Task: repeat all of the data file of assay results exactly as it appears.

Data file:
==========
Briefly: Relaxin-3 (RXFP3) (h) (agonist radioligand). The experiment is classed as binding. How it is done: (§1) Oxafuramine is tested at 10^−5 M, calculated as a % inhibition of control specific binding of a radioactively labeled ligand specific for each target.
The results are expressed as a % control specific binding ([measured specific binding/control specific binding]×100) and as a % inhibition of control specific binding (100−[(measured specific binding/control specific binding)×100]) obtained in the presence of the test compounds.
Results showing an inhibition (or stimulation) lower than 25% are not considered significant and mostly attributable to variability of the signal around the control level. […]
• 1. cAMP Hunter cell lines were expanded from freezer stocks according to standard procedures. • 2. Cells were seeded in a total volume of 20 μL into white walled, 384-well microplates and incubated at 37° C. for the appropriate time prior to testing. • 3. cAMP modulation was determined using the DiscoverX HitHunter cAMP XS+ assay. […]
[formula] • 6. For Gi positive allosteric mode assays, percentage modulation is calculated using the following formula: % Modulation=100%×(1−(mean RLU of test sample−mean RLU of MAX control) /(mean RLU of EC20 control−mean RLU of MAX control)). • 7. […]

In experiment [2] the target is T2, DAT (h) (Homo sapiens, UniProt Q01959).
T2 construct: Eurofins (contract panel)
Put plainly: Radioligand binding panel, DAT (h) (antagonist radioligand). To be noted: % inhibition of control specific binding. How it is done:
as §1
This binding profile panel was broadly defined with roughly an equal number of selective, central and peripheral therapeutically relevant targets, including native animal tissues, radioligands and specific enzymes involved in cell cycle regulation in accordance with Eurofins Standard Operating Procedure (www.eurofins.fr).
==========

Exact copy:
Briefly: Relaxin-3 (RXFP3) (h) (agonist radioligand). The experiment is classed as binding. How it is done: (§1) Oxafuramine is tested at 10^−5 M, calculated as a % inhibition of control specific binding of a radioactively labeled ligand specific for each target.
The results are expressed as a % control specific binding ([measured specific binding/control specific binding]×100) and as a % inhibition of control specific binding (100−[(measured specific binding/control specific binding)×100]) obtained in the presence of the test compounds.
Results showing an inhibition (or stimulation) lower than 25% are not considered significant and mostly attributable to variability of the signal around the control level. […]
• 1. cAMP Hunter cell lines were expanded from freezer stocks according to standard procedures. • 2. Cells were seeded in a total volume of 20 μL into white walled, 384-well microplates and incubated at 37° C. for the appropriate time prior to testing. • 3. cAMP modulation was determined using the DiscoverX HitHunter cAMP XS+ assay. […]
[formula] • 6. For Gi positive allosteric mode assays, percentage modulation is calculated using the following formula: % Modulation=100%×(1−(mean RLU of test sample−mean RLU of MAX control) /(mean RLU of EC20 control−mean RLU of MAX control)). • 7. […]

In experiment [2] the target is T2, DAT (h) (Homo sapiens, UniProt Q01959).
T2 construct: Eurofins (contract panel)
Put plainly: Radioligand binding panel, DAT (h) (antagonist radioligand). To be noted: % inhibition of control specific binding. How it is done:
as §1
This binding profile panel was broadly defined with roughly an equal number of selective, central and peripheral therapeutically relevant targets, including native animal tissues, radioligands and specific enzymes involved in cell cycle regulation in accordance with Eurofins Standard Operating Procedure (www.eurofins.fr).